Great Barrier Reef rammed by Chinese coal ship
Reporting from Seoul Kenneth R. Weiss and Los Angeles -- Australians on Sunday scrambled to ensure that a Chinese-owned bulk coal carrier that rammed into the Great Barrier Reef would not break apart and seriously damage the planet’s largest coral reef.
Peter Garrett, the nation’s environment protection minister, told reporters that the government was concerned about the effect an oil spill could have on the environmentally sensitive reef, one of the wonders of the natural world that was selected as a World Heritage Site in 1981.
Environmentalists said they were horrified at the possible damage the accident might cause to the ecosystem, which is more than 1,200 miles long and comprises more than 3,000 individual reefs, cays and islands, providing a habitat for countless sea species.
Coral reefs cover slightly less than 1% of the world’s oceans, but are home to about 25% of all identified marine species.
Like other coral reefs, the Great Barrier Reef was built on the backs of small, colonial animals that make formations resembling tabletops, giant brains or elk horns. Growing on top of one another, these skeletons of calcium carbonate fuse together into rock that can slice through a ship’s hull like a can opener.
Besides physical damage to the reef, the greatest threat from the cargo vessel comes from the roughly 300,000 gallons of heavy fuel oil it carries to run its engines.
Shipping companies favor such low-grade fuel because it’s cheap. But it is also particularly viscous, almost like sludge, and needs to be heated before injected into engines. The gooey texture makes this class of fuel more ecologically troublesome and more difficult to clean up as it coats birds and other wildlife, corals and sandy beaches.
Video taken late Sunday showed the 700-plus-foot vessel stranded about nine miles outside the shipping lane, leaking what seemed to be a streak of oil into the Great Barrier Reef Marine Park near Great Keppel Island off the east coast of Queensland state.
Great Keppel Island, about 340 miles north of Brisbane, has long been a major tourist destination on the Great Barrier Reef, which provides Australia a great source of national pride and tourist dollars.
The government has moved to protect this national treasure in recent decades, setting aside about one-third as marine reserves off-limits to fishing and other forms of exploitation. Despite these underwater parks, the reef has suffered significant declines from a combination of overfishing, fertilizer runoff from land and coral bleaching from hot water associated with global warming.
Marine ecologists often talk about oil spills as the nightmare scenario that can push coral reefs or other undersea areas past the point from which they can recover, particularly when their resilience has been weakened by other chronic stress.
“Climate change is a problem for virtually all coral reefs, and fishing has had some problem there,” said Ben Halpern, a marine ecologist at UC Santa Barbara. “If you add into that a major oil spill, it tends to push the system past the tipping point.”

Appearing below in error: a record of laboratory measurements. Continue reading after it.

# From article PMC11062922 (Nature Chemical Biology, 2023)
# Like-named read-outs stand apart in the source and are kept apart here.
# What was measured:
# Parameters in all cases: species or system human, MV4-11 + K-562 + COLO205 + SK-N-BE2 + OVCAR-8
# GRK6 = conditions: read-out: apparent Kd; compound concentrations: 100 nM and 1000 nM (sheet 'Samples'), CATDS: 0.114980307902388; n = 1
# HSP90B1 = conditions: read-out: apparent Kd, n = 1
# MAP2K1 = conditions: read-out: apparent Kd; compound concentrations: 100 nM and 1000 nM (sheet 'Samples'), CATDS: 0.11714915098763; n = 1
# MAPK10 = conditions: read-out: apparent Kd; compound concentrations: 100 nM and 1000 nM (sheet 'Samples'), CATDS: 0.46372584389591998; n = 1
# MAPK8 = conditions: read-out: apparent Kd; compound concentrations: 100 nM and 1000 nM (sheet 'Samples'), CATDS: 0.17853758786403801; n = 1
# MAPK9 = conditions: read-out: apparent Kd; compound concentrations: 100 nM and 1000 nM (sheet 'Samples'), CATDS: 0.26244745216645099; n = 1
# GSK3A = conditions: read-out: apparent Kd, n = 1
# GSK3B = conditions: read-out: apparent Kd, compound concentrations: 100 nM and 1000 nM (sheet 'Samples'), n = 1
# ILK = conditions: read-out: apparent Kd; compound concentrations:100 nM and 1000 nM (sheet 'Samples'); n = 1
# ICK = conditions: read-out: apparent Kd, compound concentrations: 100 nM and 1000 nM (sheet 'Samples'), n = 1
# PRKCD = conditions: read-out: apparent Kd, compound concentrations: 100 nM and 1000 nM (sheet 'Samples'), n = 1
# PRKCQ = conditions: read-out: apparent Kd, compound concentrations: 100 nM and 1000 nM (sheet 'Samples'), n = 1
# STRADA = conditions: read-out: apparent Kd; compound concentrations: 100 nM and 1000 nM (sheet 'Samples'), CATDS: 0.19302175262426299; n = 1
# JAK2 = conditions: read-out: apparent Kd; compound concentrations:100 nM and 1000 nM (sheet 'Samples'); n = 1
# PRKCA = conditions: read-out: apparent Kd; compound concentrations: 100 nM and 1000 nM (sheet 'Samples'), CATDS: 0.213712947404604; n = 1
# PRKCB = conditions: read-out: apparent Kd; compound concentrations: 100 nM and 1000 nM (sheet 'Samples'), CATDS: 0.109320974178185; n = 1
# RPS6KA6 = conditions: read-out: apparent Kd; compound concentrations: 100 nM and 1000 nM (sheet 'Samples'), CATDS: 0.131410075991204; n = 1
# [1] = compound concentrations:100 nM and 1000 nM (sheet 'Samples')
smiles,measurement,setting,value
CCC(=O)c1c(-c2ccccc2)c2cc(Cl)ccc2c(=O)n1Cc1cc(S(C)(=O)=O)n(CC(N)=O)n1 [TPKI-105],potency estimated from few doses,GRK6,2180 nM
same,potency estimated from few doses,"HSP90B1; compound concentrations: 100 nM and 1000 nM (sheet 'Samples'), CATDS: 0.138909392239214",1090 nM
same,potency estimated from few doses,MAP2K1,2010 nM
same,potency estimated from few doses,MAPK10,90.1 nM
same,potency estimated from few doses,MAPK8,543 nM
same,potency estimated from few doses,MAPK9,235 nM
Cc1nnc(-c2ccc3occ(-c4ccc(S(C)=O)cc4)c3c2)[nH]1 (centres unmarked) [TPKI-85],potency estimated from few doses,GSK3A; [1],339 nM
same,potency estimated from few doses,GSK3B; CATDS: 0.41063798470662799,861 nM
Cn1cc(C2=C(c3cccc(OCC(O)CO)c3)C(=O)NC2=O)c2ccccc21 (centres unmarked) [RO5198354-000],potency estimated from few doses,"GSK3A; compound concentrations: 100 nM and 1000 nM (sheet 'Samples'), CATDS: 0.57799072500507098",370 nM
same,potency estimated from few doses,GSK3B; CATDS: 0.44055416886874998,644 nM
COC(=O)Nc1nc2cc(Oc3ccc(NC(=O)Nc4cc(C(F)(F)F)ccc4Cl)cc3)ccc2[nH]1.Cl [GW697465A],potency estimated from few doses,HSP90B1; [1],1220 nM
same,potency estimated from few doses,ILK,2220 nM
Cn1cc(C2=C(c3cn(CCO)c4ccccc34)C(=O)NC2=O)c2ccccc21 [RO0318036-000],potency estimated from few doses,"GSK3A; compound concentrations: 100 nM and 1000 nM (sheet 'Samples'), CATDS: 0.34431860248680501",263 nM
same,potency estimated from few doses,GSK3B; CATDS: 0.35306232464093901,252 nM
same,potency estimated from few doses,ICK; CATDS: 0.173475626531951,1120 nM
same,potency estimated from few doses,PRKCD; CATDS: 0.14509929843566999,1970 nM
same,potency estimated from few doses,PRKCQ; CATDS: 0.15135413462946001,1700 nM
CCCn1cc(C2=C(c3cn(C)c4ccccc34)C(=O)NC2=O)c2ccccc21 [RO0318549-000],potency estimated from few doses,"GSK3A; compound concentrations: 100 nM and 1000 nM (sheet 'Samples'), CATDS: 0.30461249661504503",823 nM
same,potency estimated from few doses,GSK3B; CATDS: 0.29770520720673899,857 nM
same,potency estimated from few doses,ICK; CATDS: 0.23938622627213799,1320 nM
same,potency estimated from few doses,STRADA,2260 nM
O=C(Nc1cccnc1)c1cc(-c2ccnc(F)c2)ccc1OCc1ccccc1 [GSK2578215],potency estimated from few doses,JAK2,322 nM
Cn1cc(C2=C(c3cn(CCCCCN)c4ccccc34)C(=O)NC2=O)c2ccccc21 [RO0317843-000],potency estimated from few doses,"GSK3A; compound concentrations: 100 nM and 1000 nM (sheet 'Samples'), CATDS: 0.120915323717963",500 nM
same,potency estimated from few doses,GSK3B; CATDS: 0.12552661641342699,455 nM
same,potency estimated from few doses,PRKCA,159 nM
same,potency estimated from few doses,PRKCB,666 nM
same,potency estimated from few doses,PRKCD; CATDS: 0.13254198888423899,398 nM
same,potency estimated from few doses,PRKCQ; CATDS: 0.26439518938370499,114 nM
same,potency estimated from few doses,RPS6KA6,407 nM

What happens beyond that point, Halpern said, is the subject of much study. What’s known is that corals tend to die. The reefs become overgrown with invasive algae. Then the fish and other marine life that rely on a living reef can no longer survive.
On Sunday, early-morning flights over the carrier identified a small number of oil patches about two nautical miles southeast from the vessel, according to a news release from the Queensland state government.
A light aircraft was also shown spraying a chemical dispersant on the spilled oil. Authorities said they planned to assess the success of the move before continuing with the spraying.
“This is a serious situation and we’ve mobilized air, sea and land resources in response,” Queensland Premier Anna Bligh said.
“The situation remains serious as the extent of the damage means that there is a very real risk that the vessel may break apart. Every effort is now being made to limit the impact of this incident.”
The Shen Neng 1, hauling more than 65,000 tons of coal, hit the reef at full speed late Saturday in a restricted zone of the marine park. The impact ruptured the vessel’s fuel tanks, prompting Australian officials to activate a national oil spill response plan.
The Australian Transport Safety Bureau will be conducting a full investigation of the incident. The carrier was aground on a shoal and is not expected to be moved without salvage assistance.
Authorities said late Sunday that they were trying to assess the scope of a salvage project.
Capricorn Conservation Council, a national environmental group, said in a release that it was “horrified that a Chinese coal carrier has run aground near Great Keppel Island.”
The group called for a marine pilot to be required for all vessels operating in the area.
“We can be certain that this is a sign of things to come,” spokesman Ian Herbert said.
“Who knows what damage will be done to our local coral reefs and marine animals from the oil spill from the ship. We are outraged that no marine pilot is required on ships between Gladstone and Cairns. This will increase the likelihood of similar events.”
Park is a researcher in The Times’ Seoul Bureau.
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